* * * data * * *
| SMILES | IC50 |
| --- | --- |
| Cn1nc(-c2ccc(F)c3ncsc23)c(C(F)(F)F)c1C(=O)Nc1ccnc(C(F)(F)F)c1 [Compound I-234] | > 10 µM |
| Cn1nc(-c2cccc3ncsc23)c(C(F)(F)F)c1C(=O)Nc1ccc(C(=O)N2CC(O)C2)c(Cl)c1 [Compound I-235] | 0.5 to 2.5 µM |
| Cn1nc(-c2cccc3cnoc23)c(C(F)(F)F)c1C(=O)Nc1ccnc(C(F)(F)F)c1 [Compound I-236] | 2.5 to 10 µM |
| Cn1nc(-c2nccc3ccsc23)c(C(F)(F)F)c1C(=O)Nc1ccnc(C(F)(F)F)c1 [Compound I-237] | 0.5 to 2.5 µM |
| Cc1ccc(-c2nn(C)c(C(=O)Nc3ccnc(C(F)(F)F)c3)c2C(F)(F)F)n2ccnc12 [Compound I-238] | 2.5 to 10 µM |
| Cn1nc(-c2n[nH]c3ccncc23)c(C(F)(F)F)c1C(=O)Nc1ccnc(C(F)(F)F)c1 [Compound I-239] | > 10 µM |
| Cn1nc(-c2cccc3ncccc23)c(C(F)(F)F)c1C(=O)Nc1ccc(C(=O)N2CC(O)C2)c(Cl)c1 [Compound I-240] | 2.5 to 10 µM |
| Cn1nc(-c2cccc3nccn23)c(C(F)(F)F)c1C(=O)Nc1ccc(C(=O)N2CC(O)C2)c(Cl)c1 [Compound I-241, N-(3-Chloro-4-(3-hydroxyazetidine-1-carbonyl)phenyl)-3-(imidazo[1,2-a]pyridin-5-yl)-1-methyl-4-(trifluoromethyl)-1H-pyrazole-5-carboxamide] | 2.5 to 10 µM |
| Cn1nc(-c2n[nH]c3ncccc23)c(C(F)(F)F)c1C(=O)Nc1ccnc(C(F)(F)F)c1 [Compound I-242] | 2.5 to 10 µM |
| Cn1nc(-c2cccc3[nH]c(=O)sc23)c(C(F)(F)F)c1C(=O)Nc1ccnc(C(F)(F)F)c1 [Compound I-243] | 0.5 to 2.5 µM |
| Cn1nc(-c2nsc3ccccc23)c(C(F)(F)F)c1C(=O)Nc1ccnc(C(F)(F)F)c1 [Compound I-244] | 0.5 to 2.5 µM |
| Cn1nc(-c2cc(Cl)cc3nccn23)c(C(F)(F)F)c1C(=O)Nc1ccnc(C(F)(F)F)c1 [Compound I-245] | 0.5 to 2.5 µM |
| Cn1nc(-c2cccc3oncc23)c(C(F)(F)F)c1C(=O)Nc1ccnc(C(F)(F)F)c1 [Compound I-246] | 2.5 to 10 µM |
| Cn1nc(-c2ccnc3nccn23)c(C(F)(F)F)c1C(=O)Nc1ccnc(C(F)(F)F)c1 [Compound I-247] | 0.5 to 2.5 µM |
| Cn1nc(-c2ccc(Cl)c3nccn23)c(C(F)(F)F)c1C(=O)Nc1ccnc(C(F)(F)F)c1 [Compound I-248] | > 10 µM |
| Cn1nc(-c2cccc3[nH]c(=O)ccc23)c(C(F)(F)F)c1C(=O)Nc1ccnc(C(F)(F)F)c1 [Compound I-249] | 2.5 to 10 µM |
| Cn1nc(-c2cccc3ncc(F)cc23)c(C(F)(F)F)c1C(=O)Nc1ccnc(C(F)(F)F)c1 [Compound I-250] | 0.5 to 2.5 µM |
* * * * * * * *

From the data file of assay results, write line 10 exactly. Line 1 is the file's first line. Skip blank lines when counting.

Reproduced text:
| Cn1nc(-c2cccc3nccn23)c(C(F)(F)F)c1C(=O)Nc1ccc(C(=O)N2CC(O)C2)c(Cl)c1 [Compound I-241, N-(3-Chloro-4-(3-hydroxyazetidine-1-carbonyl)phenyl)-3-(imidazo[1,2-a]pyridin-5-yl)-1-methyl-4-(trifluoromethyl)-1H-pyrazole-5-carboxamide] | 2.5 to 10 µM |